|Classification and external resources|
Angiomatosis is a non-neoplastic condition characterised by nests of proliferating capillaries arranged in a lobular pattern, displacing adjacent muscle and fat. It consists of many angiomas.
These tend to be cavernous hemangiomas, which are sharply defined, sponge-like tumors composed of large, dilated, cavernous vascular spaces.
It is a vascular malformation wherein blood vessels proliferate along with accompanying mature fat and fibrous tissue, lymphatics and sometimes nerves. They may involve skin, subcutaneous tissue, skeletal muscle and occasionally bone.
They often appear in:
- Von Hippel-Lindau disease: It can be associated with Von Hippel-Lindau Disease and is a rare genetic multi system disorder characterized by the abnormal growth of tumours in the body. Symptoms may include headaches, problems with balance and walking, dizziness, weakness of the limbs, vision problems and high blood pressure.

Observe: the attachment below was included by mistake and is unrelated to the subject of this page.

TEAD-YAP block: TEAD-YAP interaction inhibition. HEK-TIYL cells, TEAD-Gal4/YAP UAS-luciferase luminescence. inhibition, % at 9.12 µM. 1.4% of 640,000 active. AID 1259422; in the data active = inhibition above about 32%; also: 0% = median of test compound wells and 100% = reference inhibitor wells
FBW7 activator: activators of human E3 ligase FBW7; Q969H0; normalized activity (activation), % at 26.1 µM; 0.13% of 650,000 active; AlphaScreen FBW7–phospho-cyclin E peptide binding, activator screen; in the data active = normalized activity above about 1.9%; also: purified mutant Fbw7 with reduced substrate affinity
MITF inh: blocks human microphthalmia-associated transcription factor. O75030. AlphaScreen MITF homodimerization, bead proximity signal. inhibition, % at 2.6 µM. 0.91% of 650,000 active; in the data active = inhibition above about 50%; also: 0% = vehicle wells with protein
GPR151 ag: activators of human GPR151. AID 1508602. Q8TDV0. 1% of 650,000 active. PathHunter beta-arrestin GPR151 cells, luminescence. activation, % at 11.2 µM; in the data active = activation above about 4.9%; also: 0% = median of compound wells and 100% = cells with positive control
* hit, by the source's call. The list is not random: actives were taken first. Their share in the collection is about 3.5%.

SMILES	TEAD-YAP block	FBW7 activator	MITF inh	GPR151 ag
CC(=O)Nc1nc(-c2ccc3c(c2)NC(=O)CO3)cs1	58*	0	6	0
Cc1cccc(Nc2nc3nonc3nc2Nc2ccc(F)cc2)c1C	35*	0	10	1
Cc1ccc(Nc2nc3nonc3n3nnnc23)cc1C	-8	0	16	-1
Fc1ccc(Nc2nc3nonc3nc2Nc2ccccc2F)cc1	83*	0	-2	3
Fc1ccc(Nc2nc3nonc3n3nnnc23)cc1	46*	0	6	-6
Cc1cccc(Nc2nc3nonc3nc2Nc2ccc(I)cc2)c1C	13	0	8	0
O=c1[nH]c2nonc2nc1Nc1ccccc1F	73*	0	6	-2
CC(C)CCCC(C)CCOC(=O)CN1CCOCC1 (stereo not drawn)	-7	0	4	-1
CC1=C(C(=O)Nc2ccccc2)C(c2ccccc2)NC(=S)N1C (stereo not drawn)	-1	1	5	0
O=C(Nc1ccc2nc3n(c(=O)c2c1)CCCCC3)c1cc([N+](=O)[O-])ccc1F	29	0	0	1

- Bacillary angiomatosis
- Klippel-Trenaunay-Weber syndrome
- Sturge-Weber syndrome
Prognosis depends on the size and location of the tumour, untreated angiomatosis may lead to blindness and/ or permanent brain damage. Death may occur, with complications in the kidney or brain.<ref name="NINDS Info Page"/ >
- Angiomatosis at the US National Library of Medicine Medical Subject Headings (MeSH)
- Howat, AJ; Campbell, PE (October 1987). "Angiomatosis: a vascular malformation of infancy and childhood. Report of 17 cases". Pathology. 19 (4): 377–82. PMID 3444663.
- "angiomatosis" at Dorland's Medical Dictionary
- "Von Hippel-Lindau Disease (VHL) Information Page". www.ninds.nih.gov. National Institute of Neurological Disorders and Stroke.
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